Ascent to Freedom

True freedom does not rise from the capacity to fulfill all desires. Freedom is captivity, followed by battle, followed by faith, followed by wisdom and compassion as seen through the eyes of love.

Of this struggle, true liberation is born.

“… Its five movements are quite accessible, sometimes displaying a French influence. The last three movements made imaginative use of, respectively, the Lutheran chorale If You But Trust in God to Guide You, the spiritual Go Down, Moses, and the hymn How Can I Keep From Singing. There was some compelling musical illustration in the spiritual movement when tortured chromaticism and crunchy reed chords gave way suddenly to diatonic harmonies on the solo clarinet accompanied by string celeste: the effect was like a release from bondage.” — The Boston Music Intelligencer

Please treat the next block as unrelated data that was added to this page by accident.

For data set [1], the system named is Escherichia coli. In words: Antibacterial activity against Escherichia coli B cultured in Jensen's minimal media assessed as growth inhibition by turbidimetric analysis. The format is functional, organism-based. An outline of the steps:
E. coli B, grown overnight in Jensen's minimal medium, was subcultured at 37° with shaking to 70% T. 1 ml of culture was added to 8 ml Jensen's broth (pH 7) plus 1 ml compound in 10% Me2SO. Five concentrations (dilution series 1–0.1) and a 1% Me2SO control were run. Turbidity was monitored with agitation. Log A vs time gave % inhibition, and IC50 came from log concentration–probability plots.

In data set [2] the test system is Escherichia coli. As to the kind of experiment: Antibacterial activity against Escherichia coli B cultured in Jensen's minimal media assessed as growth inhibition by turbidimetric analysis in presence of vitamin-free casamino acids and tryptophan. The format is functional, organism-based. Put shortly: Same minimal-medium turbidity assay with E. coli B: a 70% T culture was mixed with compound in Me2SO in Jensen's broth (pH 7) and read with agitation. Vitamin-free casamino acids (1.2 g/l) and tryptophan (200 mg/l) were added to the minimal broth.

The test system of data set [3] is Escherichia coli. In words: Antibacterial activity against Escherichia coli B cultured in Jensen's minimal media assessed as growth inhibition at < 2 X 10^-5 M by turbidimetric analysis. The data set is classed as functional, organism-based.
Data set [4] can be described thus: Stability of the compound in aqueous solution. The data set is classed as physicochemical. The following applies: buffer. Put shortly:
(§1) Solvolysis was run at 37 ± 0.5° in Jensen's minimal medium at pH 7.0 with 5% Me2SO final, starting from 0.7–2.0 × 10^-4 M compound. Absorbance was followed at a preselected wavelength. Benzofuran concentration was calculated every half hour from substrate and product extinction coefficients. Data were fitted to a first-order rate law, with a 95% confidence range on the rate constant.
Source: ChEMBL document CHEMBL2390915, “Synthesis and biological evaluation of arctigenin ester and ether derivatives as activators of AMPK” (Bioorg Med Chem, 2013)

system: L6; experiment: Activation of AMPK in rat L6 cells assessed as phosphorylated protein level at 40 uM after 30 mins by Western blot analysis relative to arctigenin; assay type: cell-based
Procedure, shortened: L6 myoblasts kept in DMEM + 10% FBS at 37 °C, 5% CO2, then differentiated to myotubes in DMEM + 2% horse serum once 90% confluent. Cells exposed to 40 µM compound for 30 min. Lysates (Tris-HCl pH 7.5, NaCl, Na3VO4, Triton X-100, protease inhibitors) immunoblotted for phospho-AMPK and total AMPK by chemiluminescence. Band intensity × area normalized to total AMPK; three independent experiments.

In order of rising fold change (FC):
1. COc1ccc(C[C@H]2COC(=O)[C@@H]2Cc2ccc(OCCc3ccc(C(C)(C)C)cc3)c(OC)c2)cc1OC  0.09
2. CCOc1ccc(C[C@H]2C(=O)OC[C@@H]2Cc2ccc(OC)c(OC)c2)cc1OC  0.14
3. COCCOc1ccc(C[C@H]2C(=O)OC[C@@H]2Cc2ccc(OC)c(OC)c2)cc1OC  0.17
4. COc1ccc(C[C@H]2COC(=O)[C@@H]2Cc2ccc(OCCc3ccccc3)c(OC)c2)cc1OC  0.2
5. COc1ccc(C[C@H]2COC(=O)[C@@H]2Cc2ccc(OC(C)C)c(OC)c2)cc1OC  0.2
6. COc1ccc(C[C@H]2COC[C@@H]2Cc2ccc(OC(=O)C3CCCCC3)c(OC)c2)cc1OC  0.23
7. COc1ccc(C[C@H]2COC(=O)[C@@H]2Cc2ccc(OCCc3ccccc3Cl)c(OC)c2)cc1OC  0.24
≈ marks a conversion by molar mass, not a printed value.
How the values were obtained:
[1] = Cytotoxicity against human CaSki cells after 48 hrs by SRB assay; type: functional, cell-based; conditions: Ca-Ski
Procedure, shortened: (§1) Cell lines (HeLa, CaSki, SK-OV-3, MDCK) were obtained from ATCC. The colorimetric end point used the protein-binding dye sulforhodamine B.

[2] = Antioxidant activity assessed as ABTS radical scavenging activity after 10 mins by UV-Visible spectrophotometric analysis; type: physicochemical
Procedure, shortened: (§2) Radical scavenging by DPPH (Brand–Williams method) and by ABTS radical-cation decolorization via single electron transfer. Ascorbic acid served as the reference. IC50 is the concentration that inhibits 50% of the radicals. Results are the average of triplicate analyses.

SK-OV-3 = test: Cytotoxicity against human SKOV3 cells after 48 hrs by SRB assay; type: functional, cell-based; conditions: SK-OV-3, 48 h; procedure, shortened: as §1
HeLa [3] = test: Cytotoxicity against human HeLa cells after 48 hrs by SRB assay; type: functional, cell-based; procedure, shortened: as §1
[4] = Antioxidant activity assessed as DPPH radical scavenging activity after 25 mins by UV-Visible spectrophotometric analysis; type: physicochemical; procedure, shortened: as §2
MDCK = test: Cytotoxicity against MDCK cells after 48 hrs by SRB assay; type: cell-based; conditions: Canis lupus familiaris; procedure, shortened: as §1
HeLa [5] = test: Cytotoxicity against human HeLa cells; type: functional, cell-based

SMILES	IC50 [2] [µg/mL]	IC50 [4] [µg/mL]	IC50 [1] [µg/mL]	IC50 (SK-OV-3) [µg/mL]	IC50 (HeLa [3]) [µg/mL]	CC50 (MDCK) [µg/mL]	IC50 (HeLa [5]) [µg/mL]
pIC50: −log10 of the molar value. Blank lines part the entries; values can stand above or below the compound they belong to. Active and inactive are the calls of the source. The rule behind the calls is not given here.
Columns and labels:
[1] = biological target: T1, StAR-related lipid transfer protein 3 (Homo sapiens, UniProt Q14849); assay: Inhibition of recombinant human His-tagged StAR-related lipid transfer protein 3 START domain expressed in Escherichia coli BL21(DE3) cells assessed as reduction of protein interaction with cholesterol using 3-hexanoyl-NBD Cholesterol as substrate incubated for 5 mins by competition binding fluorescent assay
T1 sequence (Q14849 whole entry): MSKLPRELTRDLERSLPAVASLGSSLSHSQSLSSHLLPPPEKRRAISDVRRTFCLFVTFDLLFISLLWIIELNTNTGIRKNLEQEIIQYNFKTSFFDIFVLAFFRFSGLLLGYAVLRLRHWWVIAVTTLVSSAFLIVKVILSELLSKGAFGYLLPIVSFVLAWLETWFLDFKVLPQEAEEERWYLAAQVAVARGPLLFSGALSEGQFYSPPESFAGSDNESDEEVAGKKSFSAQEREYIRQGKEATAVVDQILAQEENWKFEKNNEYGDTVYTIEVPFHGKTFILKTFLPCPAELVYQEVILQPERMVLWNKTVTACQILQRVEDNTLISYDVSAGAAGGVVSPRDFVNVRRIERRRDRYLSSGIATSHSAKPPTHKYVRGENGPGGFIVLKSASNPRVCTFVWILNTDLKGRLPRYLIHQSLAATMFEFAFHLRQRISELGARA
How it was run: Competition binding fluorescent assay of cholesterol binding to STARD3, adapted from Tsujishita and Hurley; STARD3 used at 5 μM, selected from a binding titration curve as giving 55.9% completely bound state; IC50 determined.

Reviewed from this Live Performance on the 1875 E. & G. G. Hook & Hastings, Opus 801, Cathedral of the Holy Cross, Boston, MA

VIEW SAMPLE SCORE: Ascent to Freedom 

  • Purchase Digital PDF copy ($12.95) comes with reprint license) 
    As recorded on the 1999 Smith & Gilbert Organ, St. Cecilia Church, Boston:





One thought on “Ascent to Freedom

  1. Pingback: Richard J. Clark – Full Interview | Music For Sunday

Comments are closed.